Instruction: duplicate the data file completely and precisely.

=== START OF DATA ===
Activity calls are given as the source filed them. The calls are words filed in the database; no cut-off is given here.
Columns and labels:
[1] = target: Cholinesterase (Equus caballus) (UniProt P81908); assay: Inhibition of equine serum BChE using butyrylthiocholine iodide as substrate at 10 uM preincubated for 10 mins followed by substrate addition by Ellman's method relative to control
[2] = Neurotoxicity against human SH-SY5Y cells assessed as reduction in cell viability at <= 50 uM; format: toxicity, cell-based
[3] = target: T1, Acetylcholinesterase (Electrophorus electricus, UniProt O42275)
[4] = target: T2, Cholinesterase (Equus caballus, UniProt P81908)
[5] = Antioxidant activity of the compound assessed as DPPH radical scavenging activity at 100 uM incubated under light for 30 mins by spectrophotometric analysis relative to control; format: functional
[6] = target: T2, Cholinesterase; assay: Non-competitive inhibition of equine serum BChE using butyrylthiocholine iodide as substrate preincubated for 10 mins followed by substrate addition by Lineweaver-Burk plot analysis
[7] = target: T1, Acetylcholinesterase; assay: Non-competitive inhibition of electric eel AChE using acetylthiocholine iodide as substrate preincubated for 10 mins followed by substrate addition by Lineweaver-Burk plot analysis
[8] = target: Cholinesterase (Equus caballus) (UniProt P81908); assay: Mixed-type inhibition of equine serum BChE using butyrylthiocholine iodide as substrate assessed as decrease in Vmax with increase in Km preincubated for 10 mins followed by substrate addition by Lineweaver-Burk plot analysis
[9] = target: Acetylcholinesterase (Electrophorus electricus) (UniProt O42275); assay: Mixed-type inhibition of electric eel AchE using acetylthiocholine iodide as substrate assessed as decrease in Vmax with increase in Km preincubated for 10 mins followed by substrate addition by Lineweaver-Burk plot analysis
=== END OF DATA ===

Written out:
Activity calls are given as the source filed them. The calls are words filed in the database; no cut-off is given here.
Columns and labels:
[1] = target: Cholinesterase (Equus caballus) (UniProt P81908); assay: Inhibition of equine serum BChE using butyrylthiocholine iodide as substrate at 10 uM preincubated for 10 mins followed by substrate addition by Ellman's method relative to control
[2] = Neurotoxicity against human SH-SY5Y cells assessed as reduction in cell viability at <= 50 uM; format: toxicity, cell-based
[3] = target: T1, Acetylcholinesterase (Electrophorus electricus, UniProt O42275)
[4] = target: T2, Cholinesterase (Equus caballus, UniProt P81908)
[5] = Antioxidant activity of the compound assessed as DPPH radical scavenging activity at 100 uM incubated under light for 30 mins by spectrophotometric analysis relative to control; format: functional
[6] = target: T2, Cholinesterase; assay: Non-competitive inhibition of equine serum BChE using butyrylthiocholine iodide as substrate preincubated for 10 mins followed by substrate addition by Lineweaver-Burk plot analysis
[7] = target: T1, Acetylcholinesterase; assay: Non-competitive inhibition of electric eel AChE using acetylthiocholine iodide as substrate preincubated for 10 mins followed by substrate addition by Lineweaver-Burk plot analysis
[8] = target: Cholinesterase (Equus caballus) (UniProt P81908); assay: Mixed-type inhibition of equine serum BChE using butyrylthiocholine iodide as substrate assessed as decrease in Vmax with increase in Km preincubated for 10 mins followed by substrate addition by Lineweaver-Burk plot analysis
[9] = target: Acetylcholinesterase (Electrophorus electricus) (UniProt O42275); assay: Mixed-type inhibition of electric eel AchE using acetylthiocholine iodide as substrate assessed as decrease in Vmax with increase in Km preincubated for 10 mins followed by substrate addition by Lineweaver-Burk plot analysis